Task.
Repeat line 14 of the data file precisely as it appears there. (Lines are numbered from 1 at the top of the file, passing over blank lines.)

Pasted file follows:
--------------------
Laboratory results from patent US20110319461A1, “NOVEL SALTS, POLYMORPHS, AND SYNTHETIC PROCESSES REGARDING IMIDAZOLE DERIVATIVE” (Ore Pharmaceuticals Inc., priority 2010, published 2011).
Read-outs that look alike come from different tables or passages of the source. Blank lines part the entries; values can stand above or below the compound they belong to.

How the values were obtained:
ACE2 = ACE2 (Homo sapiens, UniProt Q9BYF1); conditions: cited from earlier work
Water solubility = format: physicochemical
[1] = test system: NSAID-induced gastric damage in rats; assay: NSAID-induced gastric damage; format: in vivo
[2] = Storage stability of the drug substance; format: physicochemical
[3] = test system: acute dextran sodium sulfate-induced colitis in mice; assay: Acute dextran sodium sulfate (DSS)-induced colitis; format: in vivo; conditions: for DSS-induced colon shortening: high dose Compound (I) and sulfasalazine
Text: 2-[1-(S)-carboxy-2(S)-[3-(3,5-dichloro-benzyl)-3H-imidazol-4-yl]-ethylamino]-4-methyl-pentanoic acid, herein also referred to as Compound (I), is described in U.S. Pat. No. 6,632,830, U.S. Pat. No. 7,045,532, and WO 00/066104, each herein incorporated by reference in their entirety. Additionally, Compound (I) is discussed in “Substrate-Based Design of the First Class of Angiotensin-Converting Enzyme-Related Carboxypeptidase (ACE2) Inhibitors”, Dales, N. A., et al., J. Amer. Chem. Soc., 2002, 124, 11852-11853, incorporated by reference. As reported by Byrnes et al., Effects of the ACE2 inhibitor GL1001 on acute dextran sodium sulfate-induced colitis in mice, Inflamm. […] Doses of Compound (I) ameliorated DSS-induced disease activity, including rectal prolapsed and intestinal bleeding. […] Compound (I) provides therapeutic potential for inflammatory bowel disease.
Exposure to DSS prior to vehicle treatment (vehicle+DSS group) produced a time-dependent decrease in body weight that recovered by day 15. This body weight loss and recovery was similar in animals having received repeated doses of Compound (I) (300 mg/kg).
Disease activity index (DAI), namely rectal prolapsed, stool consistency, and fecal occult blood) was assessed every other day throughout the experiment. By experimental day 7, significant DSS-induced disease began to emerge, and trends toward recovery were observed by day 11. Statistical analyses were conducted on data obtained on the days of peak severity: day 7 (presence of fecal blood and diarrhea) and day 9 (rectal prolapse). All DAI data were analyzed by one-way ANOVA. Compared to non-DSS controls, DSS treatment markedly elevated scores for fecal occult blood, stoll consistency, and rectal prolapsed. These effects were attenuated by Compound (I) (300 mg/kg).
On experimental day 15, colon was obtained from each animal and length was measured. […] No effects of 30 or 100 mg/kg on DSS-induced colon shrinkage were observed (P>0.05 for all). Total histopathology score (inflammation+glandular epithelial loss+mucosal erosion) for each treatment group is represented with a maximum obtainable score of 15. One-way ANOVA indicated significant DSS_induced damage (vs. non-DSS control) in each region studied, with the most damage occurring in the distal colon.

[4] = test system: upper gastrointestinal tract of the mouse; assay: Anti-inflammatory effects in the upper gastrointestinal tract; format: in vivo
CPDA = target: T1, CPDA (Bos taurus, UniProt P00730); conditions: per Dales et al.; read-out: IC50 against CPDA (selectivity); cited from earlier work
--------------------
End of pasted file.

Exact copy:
CPDA = target: T1, CPDA (Bos taurus, UniProt P00730); conditions: per Dales et al.; read-out: IC50 against CPDA (selectivity); cited from earlier work